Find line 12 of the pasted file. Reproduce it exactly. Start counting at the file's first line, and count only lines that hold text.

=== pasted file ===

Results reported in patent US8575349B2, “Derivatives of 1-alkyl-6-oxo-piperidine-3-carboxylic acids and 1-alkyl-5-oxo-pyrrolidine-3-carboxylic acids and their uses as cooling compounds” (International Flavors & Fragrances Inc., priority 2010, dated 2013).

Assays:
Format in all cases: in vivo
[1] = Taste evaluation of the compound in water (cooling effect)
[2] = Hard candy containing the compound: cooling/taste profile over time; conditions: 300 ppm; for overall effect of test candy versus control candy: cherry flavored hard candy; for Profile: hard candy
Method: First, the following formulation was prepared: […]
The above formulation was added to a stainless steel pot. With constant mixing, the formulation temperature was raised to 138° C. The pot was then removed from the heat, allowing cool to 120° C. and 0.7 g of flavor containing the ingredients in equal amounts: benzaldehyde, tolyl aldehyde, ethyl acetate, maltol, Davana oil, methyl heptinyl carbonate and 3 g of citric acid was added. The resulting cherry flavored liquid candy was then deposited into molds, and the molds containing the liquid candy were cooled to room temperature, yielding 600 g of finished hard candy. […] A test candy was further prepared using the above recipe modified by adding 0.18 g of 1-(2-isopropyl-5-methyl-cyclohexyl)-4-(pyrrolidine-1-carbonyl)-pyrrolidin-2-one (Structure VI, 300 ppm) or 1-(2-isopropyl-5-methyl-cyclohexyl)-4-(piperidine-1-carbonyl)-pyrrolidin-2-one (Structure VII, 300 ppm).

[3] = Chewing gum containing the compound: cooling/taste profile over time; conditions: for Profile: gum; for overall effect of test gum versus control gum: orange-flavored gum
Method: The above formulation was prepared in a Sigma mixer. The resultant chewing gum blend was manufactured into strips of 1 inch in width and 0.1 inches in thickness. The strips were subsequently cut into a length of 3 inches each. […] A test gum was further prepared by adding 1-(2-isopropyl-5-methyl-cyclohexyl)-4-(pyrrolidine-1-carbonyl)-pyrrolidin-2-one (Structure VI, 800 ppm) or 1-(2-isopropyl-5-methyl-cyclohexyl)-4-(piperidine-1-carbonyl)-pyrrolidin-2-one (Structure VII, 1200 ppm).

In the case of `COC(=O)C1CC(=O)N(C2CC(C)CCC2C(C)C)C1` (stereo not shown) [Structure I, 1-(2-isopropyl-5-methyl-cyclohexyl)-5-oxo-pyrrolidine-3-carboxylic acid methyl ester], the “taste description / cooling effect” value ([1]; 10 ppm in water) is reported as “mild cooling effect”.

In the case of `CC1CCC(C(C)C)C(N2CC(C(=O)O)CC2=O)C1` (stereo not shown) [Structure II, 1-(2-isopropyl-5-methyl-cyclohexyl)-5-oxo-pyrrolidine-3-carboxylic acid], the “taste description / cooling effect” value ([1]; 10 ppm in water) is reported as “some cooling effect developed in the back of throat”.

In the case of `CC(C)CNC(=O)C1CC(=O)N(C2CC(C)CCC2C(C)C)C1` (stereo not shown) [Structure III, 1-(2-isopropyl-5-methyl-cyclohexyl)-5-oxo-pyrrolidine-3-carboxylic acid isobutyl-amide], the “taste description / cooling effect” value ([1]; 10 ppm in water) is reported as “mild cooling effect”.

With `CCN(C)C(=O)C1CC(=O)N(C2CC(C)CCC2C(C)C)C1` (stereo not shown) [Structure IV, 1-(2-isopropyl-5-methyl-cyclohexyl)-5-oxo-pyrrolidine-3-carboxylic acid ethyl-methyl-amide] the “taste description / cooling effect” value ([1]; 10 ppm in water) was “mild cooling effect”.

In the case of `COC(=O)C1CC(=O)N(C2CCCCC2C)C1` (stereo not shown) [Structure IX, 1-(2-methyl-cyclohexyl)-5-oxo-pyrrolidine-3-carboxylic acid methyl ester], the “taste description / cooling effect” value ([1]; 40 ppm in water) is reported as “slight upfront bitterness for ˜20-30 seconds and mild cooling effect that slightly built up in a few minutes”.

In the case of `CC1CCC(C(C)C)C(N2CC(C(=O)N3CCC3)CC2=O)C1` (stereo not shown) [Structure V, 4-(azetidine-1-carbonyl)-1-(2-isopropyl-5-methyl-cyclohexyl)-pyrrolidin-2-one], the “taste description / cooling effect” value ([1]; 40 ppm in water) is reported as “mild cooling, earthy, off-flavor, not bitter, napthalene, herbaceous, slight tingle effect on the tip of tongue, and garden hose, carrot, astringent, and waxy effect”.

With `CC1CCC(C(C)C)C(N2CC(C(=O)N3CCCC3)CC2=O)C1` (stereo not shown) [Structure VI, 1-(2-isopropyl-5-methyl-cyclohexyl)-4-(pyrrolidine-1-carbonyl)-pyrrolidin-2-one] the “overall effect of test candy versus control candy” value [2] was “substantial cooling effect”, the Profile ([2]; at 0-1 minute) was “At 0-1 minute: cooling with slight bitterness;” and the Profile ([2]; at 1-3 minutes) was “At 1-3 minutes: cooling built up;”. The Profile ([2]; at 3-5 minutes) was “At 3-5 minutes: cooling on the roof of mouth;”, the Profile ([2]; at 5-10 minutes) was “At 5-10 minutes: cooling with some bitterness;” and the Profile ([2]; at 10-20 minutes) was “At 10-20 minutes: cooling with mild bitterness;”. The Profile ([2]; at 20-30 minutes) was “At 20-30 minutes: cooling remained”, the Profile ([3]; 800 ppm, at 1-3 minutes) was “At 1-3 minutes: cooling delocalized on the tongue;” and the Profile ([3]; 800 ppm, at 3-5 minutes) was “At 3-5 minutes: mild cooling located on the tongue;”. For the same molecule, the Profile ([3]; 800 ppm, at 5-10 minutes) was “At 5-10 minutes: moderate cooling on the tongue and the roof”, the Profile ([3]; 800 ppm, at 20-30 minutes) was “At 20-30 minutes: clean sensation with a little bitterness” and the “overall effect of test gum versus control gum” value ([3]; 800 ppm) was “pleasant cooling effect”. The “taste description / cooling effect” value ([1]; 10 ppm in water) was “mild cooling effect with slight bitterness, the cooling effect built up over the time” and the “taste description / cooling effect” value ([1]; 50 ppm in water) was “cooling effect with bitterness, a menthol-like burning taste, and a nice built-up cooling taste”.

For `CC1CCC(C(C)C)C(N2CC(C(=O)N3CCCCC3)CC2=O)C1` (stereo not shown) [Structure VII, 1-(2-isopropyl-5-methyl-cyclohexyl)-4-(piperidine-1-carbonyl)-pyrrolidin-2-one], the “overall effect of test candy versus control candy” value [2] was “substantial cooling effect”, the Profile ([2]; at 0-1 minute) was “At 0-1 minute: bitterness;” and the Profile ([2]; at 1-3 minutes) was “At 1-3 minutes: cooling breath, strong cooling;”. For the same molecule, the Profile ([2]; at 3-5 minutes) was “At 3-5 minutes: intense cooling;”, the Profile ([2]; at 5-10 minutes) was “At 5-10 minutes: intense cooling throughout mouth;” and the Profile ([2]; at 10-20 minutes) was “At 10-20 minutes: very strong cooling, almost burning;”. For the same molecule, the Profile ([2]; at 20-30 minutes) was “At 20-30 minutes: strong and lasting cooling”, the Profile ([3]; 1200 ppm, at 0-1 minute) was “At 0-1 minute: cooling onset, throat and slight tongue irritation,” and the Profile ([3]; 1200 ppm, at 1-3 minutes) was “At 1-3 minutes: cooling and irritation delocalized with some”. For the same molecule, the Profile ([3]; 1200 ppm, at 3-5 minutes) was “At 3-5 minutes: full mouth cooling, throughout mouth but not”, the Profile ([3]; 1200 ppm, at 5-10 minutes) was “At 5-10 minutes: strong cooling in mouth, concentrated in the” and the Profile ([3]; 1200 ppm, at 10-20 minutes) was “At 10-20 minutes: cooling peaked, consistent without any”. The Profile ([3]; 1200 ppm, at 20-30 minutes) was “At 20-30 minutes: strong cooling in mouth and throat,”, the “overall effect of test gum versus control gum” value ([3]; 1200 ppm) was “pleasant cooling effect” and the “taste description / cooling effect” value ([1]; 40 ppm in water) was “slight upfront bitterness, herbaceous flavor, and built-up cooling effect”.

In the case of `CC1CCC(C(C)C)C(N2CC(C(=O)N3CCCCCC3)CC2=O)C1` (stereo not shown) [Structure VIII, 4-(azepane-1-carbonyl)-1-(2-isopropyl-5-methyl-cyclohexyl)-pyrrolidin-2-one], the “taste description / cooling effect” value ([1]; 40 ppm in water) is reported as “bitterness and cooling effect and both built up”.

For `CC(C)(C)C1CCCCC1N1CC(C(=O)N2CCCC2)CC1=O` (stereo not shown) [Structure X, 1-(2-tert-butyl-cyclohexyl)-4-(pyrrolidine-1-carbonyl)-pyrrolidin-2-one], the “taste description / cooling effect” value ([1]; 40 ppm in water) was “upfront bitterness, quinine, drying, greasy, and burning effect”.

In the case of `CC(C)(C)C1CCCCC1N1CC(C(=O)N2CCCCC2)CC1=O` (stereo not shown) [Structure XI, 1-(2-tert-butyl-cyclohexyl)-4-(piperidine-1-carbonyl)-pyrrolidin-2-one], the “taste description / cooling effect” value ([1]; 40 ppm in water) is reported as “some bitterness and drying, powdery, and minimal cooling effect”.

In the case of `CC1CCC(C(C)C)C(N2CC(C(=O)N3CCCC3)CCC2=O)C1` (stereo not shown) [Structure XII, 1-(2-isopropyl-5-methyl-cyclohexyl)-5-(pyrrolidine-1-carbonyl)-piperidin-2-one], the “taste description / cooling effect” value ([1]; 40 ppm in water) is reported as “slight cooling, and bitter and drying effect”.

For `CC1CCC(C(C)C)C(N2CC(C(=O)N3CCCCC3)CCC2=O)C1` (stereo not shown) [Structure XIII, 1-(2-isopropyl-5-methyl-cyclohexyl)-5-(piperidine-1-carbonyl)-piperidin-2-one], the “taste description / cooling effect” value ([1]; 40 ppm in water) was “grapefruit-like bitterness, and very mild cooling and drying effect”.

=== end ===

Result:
In the case of `CC(C)CNC(=O)C1CC(=O)N(C2CC(C)CCC2C(C)C)C1` (stereo not shown) [Structure III, 1-(2-isopropyl-5-methyl-cyclohexyl)-5-oxo-pyrrolidine-3-carboxylic acid isobutyl-amide], the “taste description / cooling effect” value ([1]; 10 ppm in water) is reported as “mild cooling effect”.